Germans less tolerant of Islam than neighbours, study finds
Published: 02 Dec 2010 07:03 GMT+01:00
Updated: 02 Dec 2010 07:03 GMT+01:00
Despite the other European countries’ often fractious relationships with their Muslim communities, people there were relatively positive about Islam and its followers compared to Germany, according to the survey commissioned by a research group based at the University of Münster.
According to weekly Die Zeit, which reported on an advance version of the study on Thursday, four out of 10 Germans in the former west of the country and 50 percent in the former east feel threatened by foreign cultures.
“Compared with the French, Dutch and Danish, a rigid and intolerant grasp of foreign religions predominates in Germany,” said the head of the project, sociologist Detlef Pollack. “The statement that Islam is part of Germany is completely disregarded in the opinions of Germans.”
The polling firm TNS Emnid, on behalf of the Münster researchers, surveyed 1,000 people each in the former west and former east Germany, France, Denmark, the Netherlands and Portugal. The study will be officially released later on Thursday in Berlin.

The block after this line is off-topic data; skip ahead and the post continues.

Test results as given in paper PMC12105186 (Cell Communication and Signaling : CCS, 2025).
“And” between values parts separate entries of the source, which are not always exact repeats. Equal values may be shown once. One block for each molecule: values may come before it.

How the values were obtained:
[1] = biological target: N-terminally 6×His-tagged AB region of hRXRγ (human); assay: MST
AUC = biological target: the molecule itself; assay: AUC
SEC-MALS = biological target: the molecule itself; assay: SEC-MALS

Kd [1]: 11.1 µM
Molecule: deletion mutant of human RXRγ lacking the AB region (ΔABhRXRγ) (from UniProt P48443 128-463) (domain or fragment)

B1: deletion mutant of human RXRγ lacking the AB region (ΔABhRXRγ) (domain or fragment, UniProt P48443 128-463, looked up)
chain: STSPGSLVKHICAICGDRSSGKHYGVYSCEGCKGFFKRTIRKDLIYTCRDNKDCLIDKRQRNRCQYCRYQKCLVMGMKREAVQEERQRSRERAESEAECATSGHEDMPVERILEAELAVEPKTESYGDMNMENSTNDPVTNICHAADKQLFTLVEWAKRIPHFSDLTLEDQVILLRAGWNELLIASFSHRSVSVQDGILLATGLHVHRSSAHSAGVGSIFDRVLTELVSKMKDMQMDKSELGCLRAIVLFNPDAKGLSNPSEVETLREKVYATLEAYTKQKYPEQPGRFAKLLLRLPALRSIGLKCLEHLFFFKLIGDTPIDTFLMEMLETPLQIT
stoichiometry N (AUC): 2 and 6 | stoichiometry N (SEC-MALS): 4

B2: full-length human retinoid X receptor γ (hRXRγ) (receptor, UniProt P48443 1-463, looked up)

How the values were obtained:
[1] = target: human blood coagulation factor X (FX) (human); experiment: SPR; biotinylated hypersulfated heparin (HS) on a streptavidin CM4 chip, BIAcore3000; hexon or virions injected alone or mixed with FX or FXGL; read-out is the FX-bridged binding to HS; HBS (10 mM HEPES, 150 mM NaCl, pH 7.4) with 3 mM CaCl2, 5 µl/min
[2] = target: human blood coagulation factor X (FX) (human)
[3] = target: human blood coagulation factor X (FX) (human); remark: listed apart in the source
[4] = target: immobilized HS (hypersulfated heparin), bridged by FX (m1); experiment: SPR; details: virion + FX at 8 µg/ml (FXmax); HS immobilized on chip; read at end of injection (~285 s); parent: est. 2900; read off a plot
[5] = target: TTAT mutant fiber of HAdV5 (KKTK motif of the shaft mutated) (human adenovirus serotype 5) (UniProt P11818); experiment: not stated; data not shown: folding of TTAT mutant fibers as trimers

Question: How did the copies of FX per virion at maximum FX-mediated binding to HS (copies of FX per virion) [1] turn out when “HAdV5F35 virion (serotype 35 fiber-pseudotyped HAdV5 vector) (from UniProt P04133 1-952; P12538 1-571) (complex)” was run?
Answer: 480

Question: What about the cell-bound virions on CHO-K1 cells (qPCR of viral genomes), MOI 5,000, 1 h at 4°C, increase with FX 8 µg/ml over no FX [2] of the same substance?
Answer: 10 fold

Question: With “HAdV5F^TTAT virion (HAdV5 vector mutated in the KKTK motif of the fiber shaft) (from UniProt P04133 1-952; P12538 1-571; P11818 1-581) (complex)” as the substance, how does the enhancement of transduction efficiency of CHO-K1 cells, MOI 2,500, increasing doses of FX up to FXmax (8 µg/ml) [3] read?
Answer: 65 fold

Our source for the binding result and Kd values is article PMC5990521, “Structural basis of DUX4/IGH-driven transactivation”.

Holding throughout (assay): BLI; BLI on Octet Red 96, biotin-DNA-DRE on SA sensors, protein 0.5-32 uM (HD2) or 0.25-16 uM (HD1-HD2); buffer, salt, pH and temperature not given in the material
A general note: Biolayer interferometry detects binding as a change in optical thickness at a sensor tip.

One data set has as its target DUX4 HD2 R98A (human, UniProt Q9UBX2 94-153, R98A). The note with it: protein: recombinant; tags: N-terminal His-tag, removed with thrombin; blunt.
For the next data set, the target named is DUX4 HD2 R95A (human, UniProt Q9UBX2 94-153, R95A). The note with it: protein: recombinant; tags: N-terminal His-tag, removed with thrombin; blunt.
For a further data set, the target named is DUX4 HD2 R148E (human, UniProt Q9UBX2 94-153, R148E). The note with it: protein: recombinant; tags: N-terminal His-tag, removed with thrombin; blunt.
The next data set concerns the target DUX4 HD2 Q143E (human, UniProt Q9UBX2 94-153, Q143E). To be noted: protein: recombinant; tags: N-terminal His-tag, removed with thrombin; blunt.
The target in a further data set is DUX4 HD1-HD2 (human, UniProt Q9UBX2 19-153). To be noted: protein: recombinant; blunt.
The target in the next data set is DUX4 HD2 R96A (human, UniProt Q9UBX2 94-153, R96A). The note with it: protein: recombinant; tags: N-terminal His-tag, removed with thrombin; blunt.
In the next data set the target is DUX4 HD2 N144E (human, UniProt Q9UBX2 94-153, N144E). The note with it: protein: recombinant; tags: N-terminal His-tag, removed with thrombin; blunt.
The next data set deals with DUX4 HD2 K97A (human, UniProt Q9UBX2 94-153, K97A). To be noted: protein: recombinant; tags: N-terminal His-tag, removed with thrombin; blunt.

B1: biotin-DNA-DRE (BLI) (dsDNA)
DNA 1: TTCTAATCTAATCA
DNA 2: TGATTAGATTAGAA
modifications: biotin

Fewer than 5 percent of Germans, compared with more than 20 percent of Danes, French and Dutch consider Islam to be a tolerant religion, according to the study.
Each of the other countries has had high-profile conflict with their Muslim communities – such as the Prophet Mohammed cartoons in Denmark, head scarf controversies in France and the murder of anti-Islam filmmaker Theo van Gogh in the Netherlands, as well as the rise of far-right politician Geert Wilders.
Nevertheless, a clear majority of people in those countries have a positive view of Muslims. By contrast, just 34 percent of western Germans and 26 percent of eastern Germans are positive about Muslims.
Most Germans saw barely any positive side to Islam, Pollack said. Less than 30 percent in the former west supported the building of mosques, while in the former east the figure was less than 20 percent. The acceptance of minarets or the adoption of Muslim holidays received even less support.
In Denmark, by comparison, more than half of respondents supported the building of mosques, while in France and the Netherlands the figure was about two-thirds and in Portugal it was nearly three quarters.